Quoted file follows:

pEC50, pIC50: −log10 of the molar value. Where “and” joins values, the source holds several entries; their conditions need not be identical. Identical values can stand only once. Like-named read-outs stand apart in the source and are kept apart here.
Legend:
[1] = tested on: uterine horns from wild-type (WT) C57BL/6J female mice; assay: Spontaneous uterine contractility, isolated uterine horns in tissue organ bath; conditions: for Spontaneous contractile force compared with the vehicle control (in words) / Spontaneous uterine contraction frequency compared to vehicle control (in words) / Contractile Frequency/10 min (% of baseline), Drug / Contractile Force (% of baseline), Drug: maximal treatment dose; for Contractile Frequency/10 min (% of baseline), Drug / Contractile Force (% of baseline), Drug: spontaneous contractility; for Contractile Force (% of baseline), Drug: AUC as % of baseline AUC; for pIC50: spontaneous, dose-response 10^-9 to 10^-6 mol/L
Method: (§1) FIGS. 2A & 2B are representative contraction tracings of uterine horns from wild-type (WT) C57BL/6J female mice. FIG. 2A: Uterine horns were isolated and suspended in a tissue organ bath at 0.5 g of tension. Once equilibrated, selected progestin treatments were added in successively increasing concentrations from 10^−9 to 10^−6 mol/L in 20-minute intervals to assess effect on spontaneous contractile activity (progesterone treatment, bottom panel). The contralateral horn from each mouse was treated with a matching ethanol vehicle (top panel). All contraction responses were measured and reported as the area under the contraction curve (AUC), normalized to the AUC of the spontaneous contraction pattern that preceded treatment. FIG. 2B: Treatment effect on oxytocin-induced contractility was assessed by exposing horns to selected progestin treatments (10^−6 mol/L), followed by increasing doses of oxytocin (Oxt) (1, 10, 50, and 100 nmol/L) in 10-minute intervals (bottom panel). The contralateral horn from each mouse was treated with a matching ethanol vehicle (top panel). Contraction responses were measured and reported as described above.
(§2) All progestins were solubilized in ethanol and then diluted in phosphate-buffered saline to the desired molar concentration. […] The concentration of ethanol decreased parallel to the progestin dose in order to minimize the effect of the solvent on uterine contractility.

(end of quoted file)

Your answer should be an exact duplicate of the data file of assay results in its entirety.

pEC50, pIC50: −log10 of the molar value. Where “and” joins values, the source holds several entries; their conditions need not be identical. Identical values can stand only once. Like-named read-outs stand apart in the source and are kept apart here.
Legend:
[1] = tested on: uterine horns from wild-type (WT) C57BL/6J female mice; assay: Spontaneous uterine contractility, isolated uterine horns in tissue organ bath; conditions: for Spontaneous contractile force compared with the vehicle control (in words) / Spontaneous uterine contraction frequency compared to vehicle control (in words) / Contractile Frequency/10 min (% of baseline), Drug / Contractile Force (% of baseline), Drug: maximal treatment dose; for Contractile Frequency/10 min (% of baseline), Drug / Contractile Force (% of baseline), Drug: spontaneous contractility; for Contractile Force (% of baseline), Drug: AUC as % of baseline AUC; for pIC50: spontaneous, dose-response 10^-9 to 10^-6 mol/L
Method: (§1) FIGS. 2A & 2B are representative contraction tracings of uterine horns from wild-type (WT) C57BL/6J female mice. FIG. 2A: Uterine horns were isolated and suspended in a tissue organ bath at 0.5 g of tension. Once equilibrated, selected progestin treatments were added in successively increasing concentrations from 10^−9 to 10^−6 mol/L in 20-minute intervals to assess effect on spontaneous contractile activity (progesterone treatment, bottom panel). The contralateral horn from each mouse was treated with a matching ethanol vehicle (top panel). All contraction responses were measured and reported as the area under the contraction curve (AUC), normalized to the AUC of the spontaneous contraction pattern that preceded treatment. FIG. 2B: Treatment effect on oxytocin-induced contractility was assessed by exposing horns to selected progestin treatments (10^−6 mol/L), followed by increasing doses of oxytocin (Oxt) (1, 10, 50, and 100 nmol/L) in 10-minute intervals (bottom panel). The contralateral horn from each mouse was treated with a matching ethanol vehicle (top panel). Contraction responses were measured and reported as described above.
(§2) All progestins were solubilized in ethanol and then diluted in phosphate-buffered saline to the desired molar concentration. […] The concentration of ethanol decreased parallel to the progestin dose in order to minimize the effect of the solvent on uterine contractility.